- Imgenberg-Kreuz J, Sandling JK, Almlöf JC, Nordlund J, Signér L, Norheim KB, Omdal R, Rönnblom L, Eloranta ML, Syvänen AC, Nordmark G. Genome-wide DNA methylation analysis in multiple tissues in primary Sjögren's syndrome reveals regulatory effects at interferon-induced genes. Ann Rheum Dis. 2016;75(11):2029–36. doi:10.1136/annrheumdis-2015-208659.
- Cutolo M, Capellino S, Sulli A, et al. Estrogens and autoimmune diseases. Ann N Y Acad Sci. 2006;1089:538–47.View ArticlePubMedGoogle Scholar
- Liu K, Kurien BT, Zimmerman SL, et al. X chromosome dose and sex bias in autoimmune diseases: increased prevalence of 47,XXX in systemic lupus erythematosus and Sjogren's syndrome. Arthritis Rheumatol. 2016;68:1290–300.PubMedPubMed CentralGoogle Scholar
- Harris VM, Sharma R, Cavett J, et al. Klinefelter's syndrome (47,XXY) is in excess among men with Sjogren's syndrome. Clin Immunol. 2016;168:25–9.View ArticlePubMedPubMed CentralGoogle Scholar
- Boodhoo KD, Liu S, Zuo X. Impact of sex disparities on the clinical manifestations in patients with systemic lupus erythematosus: a systematic review and meta-analysis. Medicine (Baltimore). 2016;95:e4272.View ArticleGoogle Scholar
- Voulgari PV, Katsimbri P, Alamanos Y, Drosos AA. Gender and age differences in systemic lupus erythematosus. A study of 489 Greek patients with a review of the literature. Lupus. 2002;11:722–9.View ArticlePubMedGoogle Scholar
- Andrade RM, Alarcon GS, Fernandez M, et al. Accelerated damage accrual among men with systemic lupus erythematosus: XLIV. Results from a multiethnic US cohort. Arthritis Rheum. 2007;56:622–30.View ArticlePubMedGoogle Scholar
- Manger K, Manger B, Repp R, et al. Definition of risk factors for death, end stage renal disease, and thromboembolic events in a monocentric cohort of 338 patients with systemic lupus erythematosus. Ann Rheum Dis. 2002;61:1065–70.View ArticlePubMedPubMed CentralGoogle Scholar
- Tremlett H, Paty D, Devonshire V. Disability progression in multiple sclerosis is slower than previously reported. Neurology. 2006;66:172–7.View ArticlePubMedGoogle Scholar
- Marrie RA, Patten SB, Tremlett H, et al. Sex differences in comorbidity at diagnosis of multiple sclerosis: a population-based study. Neurology. 2016. [Epub ahead of print]Google Scholar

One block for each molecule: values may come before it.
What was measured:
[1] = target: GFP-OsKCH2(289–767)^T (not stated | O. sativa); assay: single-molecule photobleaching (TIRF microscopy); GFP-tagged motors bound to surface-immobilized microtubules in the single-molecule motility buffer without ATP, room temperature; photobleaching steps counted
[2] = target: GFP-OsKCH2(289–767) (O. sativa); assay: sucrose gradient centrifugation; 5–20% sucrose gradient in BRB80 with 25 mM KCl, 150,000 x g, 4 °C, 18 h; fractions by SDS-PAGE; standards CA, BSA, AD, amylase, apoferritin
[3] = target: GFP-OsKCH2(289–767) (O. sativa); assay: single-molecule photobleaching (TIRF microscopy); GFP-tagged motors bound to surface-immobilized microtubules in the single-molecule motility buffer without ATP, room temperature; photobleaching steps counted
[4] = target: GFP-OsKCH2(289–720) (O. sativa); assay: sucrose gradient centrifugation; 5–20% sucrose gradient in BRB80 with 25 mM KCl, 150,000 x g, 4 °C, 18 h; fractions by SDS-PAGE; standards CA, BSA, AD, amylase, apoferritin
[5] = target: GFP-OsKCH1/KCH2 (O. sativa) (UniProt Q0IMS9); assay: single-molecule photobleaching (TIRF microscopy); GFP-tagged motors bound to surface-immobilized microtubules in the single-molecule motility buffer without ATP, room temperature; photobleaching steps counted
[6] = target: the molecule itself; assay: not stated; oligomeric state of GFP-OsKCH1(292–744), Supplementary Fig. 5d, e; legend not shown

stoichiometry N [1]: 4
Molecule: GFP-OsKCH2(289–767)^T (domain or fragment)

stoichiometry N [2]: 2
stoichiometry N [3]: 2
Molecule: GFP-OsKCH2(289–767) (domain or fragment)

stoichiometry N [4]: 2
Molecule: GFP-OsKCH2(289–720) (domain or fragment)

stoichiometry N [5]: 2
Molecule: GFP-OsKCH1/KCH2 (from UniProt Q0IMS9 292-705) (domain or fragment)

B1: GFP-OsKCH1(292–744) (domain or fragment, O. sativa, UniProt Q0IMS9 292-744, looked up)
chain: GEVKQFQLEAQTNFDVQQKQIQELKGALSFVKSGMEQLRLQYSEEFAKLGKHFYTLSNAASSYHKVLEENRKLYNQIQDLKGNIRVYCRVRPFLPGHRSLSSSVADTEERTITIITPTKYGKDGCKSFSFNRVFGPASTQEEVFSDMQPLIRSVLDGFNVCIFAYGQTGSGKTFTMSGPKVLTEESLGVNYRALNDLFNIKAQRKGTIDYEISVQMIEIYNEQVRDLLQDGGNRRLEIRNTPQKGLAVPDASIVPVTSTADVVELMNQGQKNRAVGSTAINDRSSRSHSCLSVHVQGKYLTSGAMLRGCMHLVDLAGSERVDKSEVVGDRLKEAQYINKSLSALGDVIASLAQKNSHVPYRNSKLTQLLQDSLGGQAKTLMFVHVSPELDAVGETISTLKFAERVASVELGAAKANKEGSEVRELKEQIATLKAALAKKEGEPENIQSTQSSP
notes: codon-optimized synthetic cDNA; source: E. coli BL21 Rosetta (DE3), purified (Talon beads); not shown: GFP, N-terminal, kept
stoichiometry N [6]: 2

- Weyand CM, Schmidt D, Wagner U, Goronzy JJ. The influence of sex on the phenotype of rheumatoid arthritis. Arthritis Rheum. 1998;41:817–22.View ArticlePubMedGoogle Scholar
- Gossec L, Baro-Riba J, Bozonnat MC, et al. Influence of sex on disease severity in patients with rheumatoid arthritis. J Rheumatol. 2005;32:1448–51.PubMedGoogle Scholar
- Gondran G, Fauchais A, Lambert M, et al. Primary Sjogren's syndrome in men. Scand J Rheumatol. 2008;37:300–5.View ArticlePubMedGoogle Scholar
- Horvath IF, Szodoray P, Zeher M. Primary Sjogren's syndrome in men: clinical and immunological characteristic based on a large cohort of Hungarian patients. Clin Rheumatol. 2008;27:1479–83.View ArticlePubMedGoogle Scholar
- Ramirez Sepulveda JI, Kvarnstrom M, Brauner S, Baldini C, Wahren-Herlenius M. Difference in clinical presentation between women and men in incident primary Sjogren's syndrome. Biol Sex Differ. 2017;8:16.View ArticlePubMedPubMed CentralGoogle Scholar
- Vitali C, Bombardieri S, Jonsson R, et al. Classification criteria for Sjogren's syndrome: a revised version of the European criteria proposed by the American-European Consensus Group. Ann Rheum Dis. 2002;61:554–8.View ArticlePubMedPubMed CentralGoogle Scholar
- Sakiani S, Olsen NJ, Kovacs WJ. Gonadal steroids and humoral immunity. Nat Rev Endocrinol. 2013;9:56–62.View ArticlePubMedGoogle Scholar
- Garcia-Carrasco M, Mendoza-Pinto C, Jimenez-Hernandez C, et al. Serologic features of primary Sjogren's syndrome: clinical and prognostic correlation. Int J Clin Rheumtol. 2012;7:651–9.View ArticlePubMedPubMed CentralGoogle Scholar
- Klein SL, Jedlicka A, Pekosz A. The Xs and Y of immune responses to viral vaccines. Lancet Infect Dis. 2010;10:338–49.View ArticlePubMedGoogle Scholar
- Furman D. Sexual dimorphism in immunity: improving our understanding of vaccine immune responses in men. Expert Rev Vaccines. 2015;14:461–71.View ArticlePubMedGoogle Scholar
- Klein SL, Marriott I, Fish EN. Sex-based differences in immune function and responses to vaccination. Trans R Soc Trop Med Hyg. 2015;109:9–15.View ArticlePubMedPubMed CentralGoogle Scholar
- Boitiaux JF, Debray MP, Nicaise-Roland P, et al. Idiopathic interstitial lung disease with anti-SSA antibody. Rheumatology (Oxford). 2011;50:2245–50.View ArticleGoogle Scholar
- Ghillani P, Andre C, Toly C, et al. Clinical significance of anti-Ro52 (TRIM21) antibodies non-associated with anti-SSA 60kDa antibodies: results of a multicentric study. Autoimmun Rev. 2011;10:509–13.View ArticlePubMedGoogle Scholar
- Singh AG, Singh S, Matteson EL. Rate, risk factors and causes of mortality in patients with Sjogren's syndrome: a systematic review and meta-analysis of cohort studies. Rheumatology (Oxford). 2016;55:450–60.View ArticleGoogle Scholar
- Mira-Avendano IC, Abril A. Pulmonary manifestations of Sjogren syndrome, systemic lupus erythematosus, and mixed connective tissue disease. Rheum Dis Clin N Am. 2015;41:263–77.View ArticleGoogle Scholar